Observing winter solstice, the longest night

All life begins in darkness. All gestation, physical and spiritual, takes place in the dark, in the underground realms of earth, body, and soul. These worlds are not well-understood or frequented by the mind; this is why they seem “dark” to us.. But nothing new under the sun is ever born without a long sojourn in darkness. This is the case for us as individuals and as a collective both.

Once the temperature gets below 55 degrees, honeybees find it difficult to fly. For a season, they remain inside, abiding in complete and total darkness, clustered together to conserve warmth. This is a time of absolute inwardness, a season given to taking a deep and profound in-breath after months of outward focus and activity in the warm and bright fields of life.

Winter is, of course, a vulnerable time for honeybee populations. Like people, honeybees are prone to collapse in the dark winter months.

All transitions, all births, are inherently perilous. The answer is not to minimize risk—creating new life is an inherently risky endeavor—but to strengthen ourselves for the process by laying in rich stores of inner nourishment.

Without darkness, without the unknown, without wintry seasons of difficulty and disruption, as souls we would remain forever outward, depthless, and unable to renew the life that is collapsing within and all around us.

Our human colony does not heed the teachings of winter. We fear the dark. We resist the invitation to return home, to come down out of heads to receive the wordless wisdom of our bodies and of our shared body, Gaia. The dark roots of our souls reach for something larger, something whole, something fruitful, but we resist their pull.

Instead, we exchange gifts. We attend parties and eat holiday meals. We light our homes, we light our streets, we light our skies.

We ignore the wordless teaching of our elders—bear, honeybee, salmon— all of whom surrender to the dark and cold logic of this season and return home. The bear in his den, dreaming. The honeybees clustered into a single, reunited body. The Chinook salmon who swim thousands of miles from the open seas back to the humble steams of their birth to deposit eggs and die, laying down their lives to feed unknown and unseen future generations.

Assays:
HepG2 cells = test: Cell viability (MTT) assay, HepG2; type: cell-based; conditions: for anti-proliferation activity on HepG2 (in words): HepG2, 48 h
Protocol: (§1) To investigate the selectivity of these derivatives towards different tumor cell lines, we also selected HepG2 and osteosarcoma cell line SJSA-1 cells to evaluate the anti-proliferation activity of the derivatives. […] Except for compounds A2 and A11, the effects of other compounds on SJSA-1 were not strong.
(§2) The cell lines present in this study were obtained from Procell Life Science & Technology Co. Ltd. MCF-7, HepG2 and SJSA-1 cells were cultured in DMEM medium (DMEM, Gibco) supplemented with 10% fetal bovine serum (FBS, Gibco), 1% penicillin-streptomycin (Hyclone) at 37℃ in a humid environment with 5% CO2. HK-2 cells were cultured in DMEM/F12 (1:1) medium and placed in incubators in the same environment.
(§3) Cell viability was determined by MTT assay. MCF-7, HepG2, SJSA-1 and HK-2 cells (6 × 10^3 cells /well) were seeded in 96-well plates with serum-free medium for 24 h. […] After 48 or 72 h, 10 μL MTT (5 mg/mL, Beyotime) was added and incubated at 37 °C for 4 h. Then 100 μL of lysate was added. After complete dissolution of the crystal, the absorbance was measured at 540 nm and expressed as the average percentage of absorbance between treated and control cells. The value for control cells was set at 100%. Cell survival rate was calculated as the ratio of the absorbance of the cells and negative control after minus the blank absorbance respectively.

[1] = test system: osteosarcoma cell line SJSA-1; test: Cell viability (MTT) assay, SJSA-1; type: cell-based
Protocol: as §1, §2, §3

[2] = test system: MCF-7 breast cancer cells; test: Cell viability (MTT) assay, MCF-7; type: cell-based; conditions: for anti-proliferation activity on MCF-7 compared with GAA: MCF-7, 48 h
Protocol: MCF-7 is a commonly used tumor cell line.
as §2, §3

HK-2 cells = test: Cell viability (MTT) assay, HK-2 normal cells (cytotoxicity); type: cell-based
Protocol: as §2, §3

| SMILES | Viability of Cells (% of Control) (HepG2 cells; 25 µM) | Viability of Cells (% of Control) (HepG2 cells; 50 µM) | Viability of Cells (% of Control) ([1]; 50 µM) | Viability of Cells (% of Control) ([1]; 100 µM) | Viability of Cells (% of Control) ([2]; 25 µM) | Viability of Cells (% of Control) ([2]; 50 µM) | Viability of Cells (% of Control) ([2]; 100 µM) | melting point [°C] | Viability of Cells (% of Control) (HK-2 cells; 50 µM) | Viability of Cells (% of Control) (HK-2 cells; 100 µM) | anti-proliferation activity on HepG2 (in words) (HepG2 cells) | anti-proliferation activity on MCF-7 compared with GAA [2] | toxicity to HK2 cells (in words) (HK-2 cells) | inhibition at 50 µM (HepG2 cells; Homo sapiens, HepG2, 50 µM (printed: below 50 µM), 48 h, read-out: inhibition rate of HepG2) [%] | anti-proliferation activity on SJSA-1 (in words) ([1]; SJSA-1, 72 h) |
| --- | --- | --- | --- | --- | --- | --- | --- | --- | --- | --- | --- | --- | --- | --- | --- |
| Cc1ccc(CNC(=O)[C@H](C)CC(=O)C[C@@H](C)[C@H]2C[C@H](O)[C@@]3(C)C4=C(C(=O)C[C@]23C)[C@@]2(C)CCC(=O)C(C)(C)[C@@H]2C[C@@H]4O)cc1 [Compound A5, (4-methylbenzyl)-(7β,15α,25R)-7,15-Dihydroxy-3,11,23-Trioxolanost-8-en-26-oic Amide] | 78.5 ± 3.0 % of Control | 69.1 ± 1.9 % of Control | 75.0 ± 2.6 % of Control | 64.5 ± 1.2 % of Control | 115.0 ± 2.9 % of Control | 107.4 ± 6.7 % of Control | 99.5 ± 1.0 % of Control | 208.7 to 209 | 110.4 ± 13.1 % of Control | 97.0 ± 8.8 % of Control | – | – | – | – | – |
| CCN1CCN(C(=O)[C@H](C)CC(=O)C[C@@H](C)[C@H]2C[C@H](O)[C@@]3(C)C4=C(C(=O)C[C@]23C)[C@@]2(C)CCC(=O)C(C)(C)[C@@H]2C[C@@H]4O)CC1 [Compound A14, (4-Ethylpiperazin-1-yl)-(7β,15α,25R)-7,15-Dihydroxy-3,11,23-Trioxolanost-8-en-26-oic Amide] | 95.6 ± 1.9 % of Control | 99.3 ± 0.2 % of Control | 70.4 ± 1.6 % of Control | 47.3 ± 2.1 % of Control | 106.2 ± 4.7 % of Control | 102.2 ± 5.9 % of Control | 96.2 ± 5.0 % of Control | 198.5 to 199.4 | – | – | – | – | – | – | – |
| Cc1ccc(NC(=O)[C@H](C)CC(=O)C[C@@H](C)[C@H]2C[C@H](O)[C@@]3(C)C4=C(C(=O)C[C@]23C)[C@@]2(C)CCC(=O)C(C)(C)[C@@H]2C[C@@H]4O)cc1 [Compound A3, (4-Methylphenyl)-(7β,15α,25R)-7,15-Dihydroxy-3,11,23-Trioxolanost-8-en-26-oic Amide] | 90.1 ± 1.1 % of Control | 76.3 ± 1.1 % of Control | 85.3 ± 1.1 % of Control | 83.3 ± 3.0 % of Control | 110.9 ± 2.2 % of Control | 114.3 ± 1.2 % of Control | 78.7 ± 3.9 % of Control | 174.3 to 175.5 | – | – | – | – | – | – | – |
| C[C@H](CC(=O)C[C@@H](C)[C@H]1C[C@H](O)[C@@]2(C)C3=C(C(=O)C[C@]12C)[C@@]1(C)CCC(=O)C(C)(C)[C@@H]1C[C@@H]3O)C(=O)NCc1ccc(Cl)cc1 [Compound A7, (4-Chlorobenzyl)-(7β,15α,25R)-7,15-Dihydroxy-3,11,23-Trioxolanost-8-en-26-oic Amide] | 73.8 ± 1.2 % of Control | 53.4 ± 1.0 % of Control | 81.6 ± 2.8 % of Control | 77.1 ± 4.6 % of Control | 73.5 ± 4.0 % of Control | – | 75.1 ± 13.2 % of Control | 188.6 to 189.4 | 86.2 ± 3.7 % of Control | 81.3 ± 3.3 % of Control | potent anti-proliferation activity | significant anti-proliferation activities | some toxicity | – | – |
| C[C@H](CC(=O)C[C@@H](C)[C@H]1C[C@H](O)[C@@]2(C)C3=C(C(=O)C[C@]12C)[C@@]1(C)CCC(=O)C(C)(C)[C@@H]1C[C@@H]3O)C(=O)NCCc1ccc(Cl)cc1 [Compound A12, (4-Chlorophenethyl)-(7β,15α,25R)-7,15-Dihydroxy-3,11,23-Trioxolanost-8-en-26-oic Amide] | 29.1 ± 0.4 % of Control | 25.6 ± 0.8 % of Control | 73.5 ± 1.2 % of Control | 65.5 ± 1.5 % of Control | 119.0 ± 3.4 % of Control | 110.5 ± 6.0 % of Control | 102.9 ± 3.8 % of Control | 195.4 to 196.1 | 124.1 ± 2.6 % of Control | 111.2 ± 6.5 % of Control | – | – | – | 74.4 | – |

All of these feel the oncoming change in season long before winter arrives. They prepare in order to heed the call of darkness. They all return home to the womb of the den, the hive, or the stream. They do this not only to survive, but to fulfill their deepest purpose: to incubate new life.



To observe the teachings of our elders on this, the longest night, let us yield to the larger ritual that is playing out in the natural world.

Let us leave our houses, even for a little while, to look on darkness. May we taste it, smell it, and listen to Her messages for us. You see, darkness is the realm of the feminine, of the soul, of the receptive and the generative soil within each of us, whatever our gender.

To participate in a celebration of the feminine this night, you might want to forgo lights in favor of candlelight for an hour.

You might choose to stay in your den this evening to dream new dreams.

You might pause from activity in the human colony to recollect yourself into a single, united self.

Or you might choose to take some time to reflect on and set intentions: what is it that you want to spend your precious life energy on in the New Year? How can your find the streams of your birth, your life purpose, and make a gift of your life for future generations?

May this be a wonderfully dark and restorative winter solstice for each of you.

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